So I mentioned a few weeks ago that I passed my technician class HAM radio test. It took me a few weeks to get my call sign and ticket (my paper license) but I am now on the air. While waiting on the FCC to issue my license, I researched radios and decided on getting a Handi-talkie (aka HT). Basically, it is a hand-held radio that is a typical beginner radio. I ordered a Wouxon KG-UVD1P which translates to the cheapest radio that had fairly good reviews (There is your Chinese lesson for the day).
That’s my new radio…yes, it’s on a new beehive
It took awhile to figure out what I was doing with this radio but a lot of that was really just learning how HAM radio in general works. I had to research PL tones and offsets and repeaters and then figure out how to translate that to my radio. Luckily Wouxon provides free software to assist in programming the radio from a computer…if you buy their $15 cable. It was a bargain I soon found out!
So, I have been talking to (and listening to) lots of local folks on the local repeater. A repeater is a system that “listens” on a particular frequency and re-broadcasts the signals it receives. My HT can only transmit over a fairly limited distance, especially in these WV hills. The frequency band in which I am licensed to transmit typically only works with 50 miles or so max. As I advance, I will get licensed to talk at the frequencies that people use when they communicate globally, but for now I must communicate through the repeater…mostly.
I was listening on the repeater the other night when “they” announced that the International Space Station would be passing overhead between 6:06 and 6:12 am today. My HT does ok with its stock antenna but I figured I would need to beef things up if I was going to hear the astronauts, many of whom are licensed HAMs. I searched around online and found plans to make a j-pole antenna tuned for the 2-meter radio band in which I am licensed and in which the ISS would possibly be communicating.
I bought copper and connectors and a candy bar and worked on my new antenna. I even used the metric system! Anyhow, late last night in the dark, I was outside soldering copper pipe to be ready. I hooked my radio to the new antenna and tested it last night and everything seemed to work well. I could hear locals talking loud and clear.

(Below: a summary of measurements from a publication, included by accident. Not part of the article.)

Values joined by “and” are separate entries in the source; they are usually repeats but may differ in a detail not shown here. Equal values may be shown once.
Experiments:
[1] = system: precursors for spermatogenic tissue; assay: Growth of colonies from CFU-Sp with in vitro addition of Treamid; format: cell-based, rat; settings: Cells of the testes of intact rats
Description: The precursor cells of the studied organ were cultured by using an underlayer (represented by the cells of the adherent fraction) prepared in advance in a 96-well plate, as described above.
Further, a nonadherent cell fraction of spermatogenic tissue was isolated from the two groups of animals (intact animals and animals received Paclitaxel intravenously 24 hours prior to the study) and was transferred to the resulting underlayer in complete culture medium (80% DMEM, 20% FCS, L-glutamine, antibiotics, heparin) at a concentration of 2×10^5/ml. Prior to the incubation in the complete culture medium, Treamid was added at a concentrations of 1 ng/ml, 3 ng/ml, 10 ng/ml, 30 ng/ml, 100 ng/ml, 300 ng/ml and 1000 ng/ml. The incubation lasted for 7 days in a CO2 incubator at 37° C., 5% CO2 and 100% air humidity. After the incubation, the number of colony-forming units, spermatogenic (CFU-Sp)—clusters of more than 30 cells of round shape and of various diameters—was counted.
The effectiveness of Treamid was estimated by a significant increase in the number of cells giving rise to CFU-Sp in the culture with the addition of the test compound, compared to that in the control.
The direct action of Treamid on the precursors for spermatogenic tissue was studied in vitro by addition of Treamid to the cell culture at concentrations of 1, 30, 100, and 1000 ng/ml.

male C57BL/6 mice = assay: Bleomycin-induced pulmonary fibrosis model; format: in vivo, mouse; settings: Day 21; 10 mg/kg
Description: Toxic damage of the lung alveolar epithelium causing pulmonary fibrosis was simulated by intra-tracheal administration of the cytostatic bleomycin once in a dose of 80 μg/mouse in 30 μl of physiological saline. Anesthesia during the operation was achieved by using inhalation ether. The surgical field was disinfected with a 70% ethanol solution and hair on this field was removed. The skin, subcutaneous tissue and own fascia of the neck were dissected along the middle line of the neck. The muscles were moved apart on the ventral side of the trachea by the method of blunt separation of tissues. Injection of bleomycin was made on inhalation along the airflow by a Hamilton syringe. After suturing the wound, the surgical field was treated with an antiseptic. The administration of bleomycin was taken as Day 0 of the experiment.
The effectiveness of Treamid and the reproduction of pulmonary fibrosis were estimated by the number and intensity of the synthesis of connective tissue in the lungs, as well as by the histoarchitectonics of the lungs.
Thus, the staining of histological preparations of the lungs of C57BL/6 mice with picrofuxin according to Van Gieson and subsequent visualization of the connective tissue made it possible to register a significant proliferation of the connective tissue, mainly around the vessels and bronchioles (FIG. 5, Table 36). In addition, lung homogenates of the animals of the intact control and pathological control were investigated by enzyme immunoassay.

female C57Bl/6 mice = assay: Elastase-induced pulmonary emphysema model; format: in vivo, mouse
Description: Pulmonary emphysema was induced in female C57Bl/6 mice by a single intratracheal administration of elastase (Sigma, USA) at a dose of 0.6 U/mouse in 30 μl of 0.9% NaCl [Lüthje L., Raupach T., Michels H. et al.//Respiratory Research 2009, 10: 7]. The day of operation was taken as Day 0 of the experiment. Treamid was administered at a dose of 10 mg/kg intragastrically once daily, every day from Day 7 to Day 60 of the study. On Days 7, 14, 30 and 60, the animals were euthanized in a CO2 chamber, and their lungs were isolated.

The alarm went off at 5:45 am so I hustled outside, plugged in to my new antenna and listened…and listened…and listened. Finally at 6:20 I gave up. I was pretty bummed…mainly because of all of the sleep I missed but I am still pleased that I was able to build a nice and portable j-pole antenna. So, if you see a handsome bald man wandering the streets of Charleston looking to the sky, calling out to spacemen, it is definitely not me…do not make eye contact…take shelter immediately!
5 thoughts on “Where are you spaceman?”
Well, You have always been a “ham”, I suppose talking on a radio was the next logical step.
Your antenna building reminded me of when I was a kid and my brother and I both received out own personal transistor radios. One day by accident we discovered that by touching the antenna to the barbed wire fence it improved reception greatly. And a wire inserted into the earphone jack and connected to the fence brought in stations from all over. Years later when we worked at the local grain elevator we connected an AM/FM radio’s antenna to the lightning rod grounding system and picked up our favorite stations in Chicago.
GW – yeah, I am not too proud of the soldering job but it was so windy that my torch flame was hard to manage and it was dark as can be. But you know what…the antenna works just fine anyhow! I am going to a mtg tonight for HAMs and may try to get some advice on making it better from them.
When I was a kid, I strung old phone wires around my room to try to get stations from Pittsburgh…pretty cool stuff these radios!
You did what? Why is it mothers are the last to know?
I think I would be more worried if you started making a replica of the Devil’s Tower out of mashed potatoes!
My husband’s uncle was into the ham radios big time before he was killed in a car accident. I don’t know much about them but they sound interesting. 50 miles is a good distance to me.
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